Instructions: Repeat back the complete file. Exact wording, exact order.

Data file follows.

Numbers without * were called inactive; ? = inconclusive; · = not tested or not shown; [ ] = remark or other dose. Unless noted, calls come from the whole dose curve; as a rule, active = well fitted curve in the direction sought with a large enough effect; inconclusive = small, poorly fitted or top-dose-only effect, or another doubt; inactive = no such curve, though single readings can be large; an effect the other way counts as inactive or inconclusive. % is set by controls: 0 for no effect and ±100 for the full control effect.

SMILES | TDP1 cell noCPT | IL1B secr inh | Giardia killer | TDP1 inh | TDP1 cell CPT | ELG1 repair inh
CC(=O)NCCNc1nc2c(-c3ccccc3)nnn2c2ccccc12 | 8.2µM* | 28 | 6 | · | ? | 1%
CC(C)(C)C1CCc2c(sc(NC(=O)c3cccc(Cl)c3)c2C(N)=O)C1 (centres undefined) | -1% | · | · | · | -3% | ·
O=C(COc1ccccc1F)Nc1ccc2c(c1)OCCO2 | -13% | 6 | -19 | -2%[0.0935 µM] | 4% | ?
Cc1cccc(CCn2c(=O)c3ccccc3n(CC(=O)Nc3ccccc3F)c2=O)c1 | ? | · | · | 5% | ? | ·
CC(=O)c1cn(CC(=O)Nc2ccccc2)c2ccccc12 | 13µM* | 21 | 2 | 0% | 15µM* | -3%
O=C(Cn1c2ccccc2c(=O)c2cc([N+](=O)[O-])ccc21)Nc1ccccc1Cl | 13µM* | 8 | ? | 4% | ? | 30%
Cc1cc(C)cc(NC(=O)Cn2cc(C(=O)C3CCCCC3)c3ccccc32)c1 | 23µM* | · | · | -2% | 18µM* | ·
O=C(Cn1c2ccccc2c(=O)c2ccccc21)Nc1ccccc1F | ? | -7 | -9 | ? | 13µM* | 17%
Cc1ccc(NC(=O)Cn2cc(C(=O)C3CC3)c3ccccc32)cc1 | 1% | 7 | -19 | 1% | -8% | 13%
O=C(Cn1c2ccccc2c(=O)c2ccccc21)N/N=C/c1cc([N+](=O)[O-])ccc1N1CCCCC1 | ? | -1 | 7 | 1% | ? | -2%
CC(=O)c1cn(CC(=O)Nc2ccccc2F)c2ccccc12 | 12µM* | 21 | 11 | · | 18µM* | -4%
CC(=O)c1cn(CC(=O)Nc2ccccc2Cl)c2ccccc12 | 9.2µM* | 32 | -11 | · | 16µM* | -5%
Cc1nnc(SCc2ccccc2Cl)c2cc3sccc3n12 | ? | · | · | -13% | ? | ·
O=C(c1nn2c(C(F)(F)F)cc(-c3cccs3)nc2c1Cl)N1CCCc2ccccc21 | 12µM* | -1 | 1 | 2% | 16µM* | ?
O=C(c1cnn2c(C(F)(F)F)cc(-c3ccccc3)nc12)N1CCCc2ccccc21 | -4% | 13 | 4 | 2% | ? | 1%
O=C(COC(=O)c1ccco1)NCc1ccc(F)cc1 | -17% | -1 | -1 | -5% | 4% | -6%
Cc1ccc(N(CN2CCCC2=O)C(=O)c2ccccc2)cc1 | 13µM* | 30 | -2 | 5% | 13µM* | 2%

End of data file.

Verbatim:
Numbers without * were called inactive; ? = inconclusive; · = not tested or not shown; [ ] = remark or other dose. Unless noted, calls come from the whole dose curve; as a rule, active = well fitted curve in the direction sought with a large enough effect; inconclusive = small, poorly fitted or top-dose-only effect, or another doubt; inactive = no such curve, though single readings can be large; an effect the other way counts as inactive or inconclusive. % is set by controls: 0 for no effect and ±100 for the full control effect.

SMILES | TDP1 cell noCPT | IL1B secr inh | Giardia killer | TDP1 inh | TDP1 cell CPT | ELG1 repair inh
CC(=O)NCCNc1nc2c(-c3ccccc3)nnn2c2ccccc12 | 8.2µM* | 28 | 6 | · | ? | 1%
CC(C)(C)C1CCc2c(sc(NC(=O)c3cccc(Cl)c3)c2C(N)=O)C1 (centres undefined) | -1% | · | · | · | -3% | ·
O=C(COc1ccccc1F)Nc1ccc2c(c1)OCCO2 | -13% | 6 | -19 | -2%[0.0935 µM] | 4% | ?
Cc1cccc(CCn2c(=O)c3ccccc3n(CC(=O)Nc3ccccc3F)c2=O)c1 | ? | · | · | 5% | ? | ·
CC(=O)c1cn(CC(=O)Nc2ccccc2)c2ccccc12 | 13µM* | 21 | 2 | 0% | 15µM* | -3%
O=C(Cn1c2ccccc2c(=O)c2cc([N+](=O)[O-])ccc21)Nc1ccccc1Cl | 13µM* | 8 | ? | 4% | ? | 30%
Cc1cc(C)cc(NC(=O)Cn2cc(C(=O)C3CCCCC3)c3ccccc32)c1 | 23µM* | · | · | -2% | 18µM* | ·
O=C(Cn1c2ccccc2c(=O)c2ccccc21)Nc1ccccc1F | ? | -7 | -9 | ? | 13µM* | 17%
Cc1ccc(NC(=O)Cn2cc(C(=O)C3CC3)c3ccccc32)cc1 | 1% | 7 | -19 | 1% | -8% | 13%
O=C(Cn1c2ccccc2c(=O)c2ccccc21)N/N=C/c1cc([N+](=O)[O-])ccc1N1CCCCC1 | ? | -1 | 7 | 1% | ? | -2%
CC(=O)c1cn(CC(=O)Nc2ccccc2F)c2ccccc12 | 12µM* | 21 | 11 | · | 18µM* | -4%
CC(=O)c1cn(CC(=O)Nc2ccccc2Cl)c2ccccc12 | 9.2µM* | 32 | -11 | · | 16µM* | -5%
Cc1nnc(SCc2ccccc2Cl)c2cc3sccc3n12 | ? | · | · | -13% | ? | ·
O=C(c1nn2c(C(F)(F)F)cc(-c3cccs3)nc2c1Cl)N1CCCc2ccccc21 | 12µM* | -1 | 1 | 2% | 16µM* | ?
O=C(c1cnn2c(C(F)(F)F)cc(-c3ccccc3)nc12)N1CCCc2ccccc21 | -4% | 13 | 4 | 2% | ? | 1%
O=C(COC(=O)c1ccco1)NCc1ccc(F)cc1 | -17% | -1 | -1 | -5% | 4% | -6%
Cc1ccc(N(CN2CCCC2=O)C(=O)c2ccccc2)cc1 | 13µM* | 30 | -2 | 5% | 13µM* | 2%